This Poet Unapologetically Rejects The Stereotypes Black Women Face

"Black woman is told... that her melanin and estrogen cancel out the human in her DNA."

Sha’Condria Sibley, a New Orleans-based poet, stepped up to the mic and challenged the many stereotypes black women face in a poem she recited while at the Texas Grand Slam earlier this month. She unapologetically claimed her identity in a powerful poem entitled "Black Woman Steps Up to Mic," which earned her bragging rights as the competition's first female winner.

"Black woman, feels like she should change her name from mother to martyr," Sibley recites. "Black woman is even afraid to call herself black woman too many times in this poem 'cause she has been taught that she is too insignificant to be acknowledged."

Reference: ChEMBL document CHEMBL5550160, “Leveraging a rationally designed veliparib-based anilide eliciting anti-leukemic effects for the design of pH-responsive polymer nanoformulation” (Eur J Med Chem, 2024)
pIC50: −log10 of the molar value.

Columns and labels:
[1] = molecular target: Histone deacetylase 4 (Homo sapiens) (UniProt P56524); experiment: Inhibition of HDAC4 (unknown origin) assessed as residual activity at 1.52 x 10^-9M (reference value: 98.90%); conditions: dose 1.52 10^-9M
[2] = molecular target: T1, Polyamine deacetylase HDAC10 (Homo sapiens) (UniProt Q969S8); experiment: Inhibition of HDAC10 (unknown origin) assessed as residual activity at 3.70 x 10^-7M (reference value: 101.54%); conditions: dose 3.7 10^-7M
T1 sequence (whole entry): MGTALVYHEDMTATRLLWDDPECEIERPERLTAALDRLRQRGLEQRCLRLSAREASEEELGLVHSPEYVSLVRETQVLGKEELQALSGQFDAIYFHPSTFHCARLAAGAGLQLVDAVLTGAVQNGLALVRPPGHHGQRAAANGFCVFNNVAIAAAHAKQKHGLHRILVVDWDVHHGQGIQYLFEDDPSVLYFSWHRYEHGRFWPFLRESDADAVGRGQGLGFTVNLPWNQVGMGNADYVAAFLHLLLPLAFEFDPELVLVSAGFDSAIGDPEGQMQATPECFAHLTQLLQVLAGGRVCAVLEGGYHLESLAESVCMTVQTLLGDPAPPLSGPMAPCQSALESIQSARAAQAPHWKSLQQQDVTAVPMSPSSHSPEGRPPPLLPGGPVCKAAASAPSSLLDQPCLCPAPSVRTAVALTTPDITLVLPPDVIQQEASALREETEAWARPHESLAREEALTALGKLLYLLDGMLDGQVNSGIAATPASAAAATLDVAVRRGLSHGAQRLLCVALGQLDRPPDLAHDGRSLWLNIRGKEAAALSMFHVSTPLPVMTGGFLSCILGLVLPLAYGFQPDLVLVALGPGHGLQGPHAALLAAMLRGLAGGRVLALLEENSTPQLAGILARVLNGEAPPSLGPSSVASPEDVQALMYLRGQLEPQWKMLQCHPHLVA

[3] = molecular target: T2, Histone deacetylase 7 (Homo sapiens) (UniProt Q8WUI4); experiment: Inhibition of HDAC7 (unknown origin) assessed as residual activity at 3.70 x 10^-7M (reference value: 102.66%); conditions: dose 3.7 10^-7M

Sibley went on to say in the poem that even though society doesn't want to listen to the stories of black women, she will still muster up the strength to make her cries heard.

"Black woman doesn't want to appear too woman, too black," Sibley said. "Black woman is told never to hurt, that she don't feel a thing, that her melanin and estrogen cancel out the human in her DNA. Black woman is told that her sorrow is a false alarm that goes off way too often while white privilege gets to siren its struggles all over the stage."


Watch Sibley perform "Black Woman Steps Up to Mic" in the video above.

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